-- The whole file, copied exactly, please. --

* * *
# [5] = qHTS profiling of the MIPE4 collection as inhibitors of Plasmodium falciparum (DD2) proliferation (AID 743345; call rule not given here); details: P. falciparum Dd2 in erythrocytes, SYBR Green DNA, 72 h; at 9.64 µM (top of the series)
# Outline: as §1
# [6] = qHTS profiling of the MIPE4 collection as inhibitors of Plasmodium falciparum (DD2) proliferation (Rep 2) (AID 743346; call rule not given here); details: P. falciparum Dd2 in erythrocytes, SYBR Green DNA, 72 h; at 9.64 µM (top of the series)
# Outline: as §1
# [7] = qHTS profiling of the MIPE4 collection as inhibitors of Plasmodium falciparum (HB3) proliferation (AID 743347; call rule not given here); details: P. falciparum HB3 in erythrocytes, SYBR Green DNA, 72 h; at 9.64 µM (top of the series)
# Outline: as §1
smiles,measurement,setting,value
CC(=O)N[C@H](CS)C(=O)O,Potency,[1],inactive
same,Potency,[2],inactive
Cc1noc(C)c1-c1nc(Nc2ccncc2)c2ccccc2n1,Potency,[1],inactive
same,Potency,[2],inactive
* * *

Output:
# [5] = qHTS profiling of the MIPE4 collection as inhibitors of Plasmodium falciparum (DD2) proliferation (AID 743345; call rule not given here); details: P. falciparum Dd2 in erythrocytes, SYBR Green DNA, 72 h; at 9.64 µM (top of the series)
# Outline: as §1
# [6] = qHTS profiling of the MIPE4 collection as inhibitors of Plasmodium falciparum (DD2) proliferation (Rep 2) (AID 743346; call rule not given here); details: P. falciparum Dd2 in erythrocytes, SYBR Green DNA, 72 h; at 9.64 µM (top of the series)
# Outline: as §1
# [7] = qHTS profiling of the MIPE4 collection as inhibitors of Plasmodium falciparum (HB3) proliferation (AID 743347; call rule not given here); details: P. falciparum HB3 in erythrocytes, SYBR Green DNA, 72 h; at 9.64 µM (top of the series)
# Outline: as §1
smiles,measurement,setting,value
CC(=O)N[C@H](CS)C(=O)O,Potency,[1],inactive
same,Potency,[2],inactive
Cc1noc(C)c1-c1nc(Nc2ccncc2)c2ccccc2n1,Potency,[1],inactive
same,Potency,[2],inactive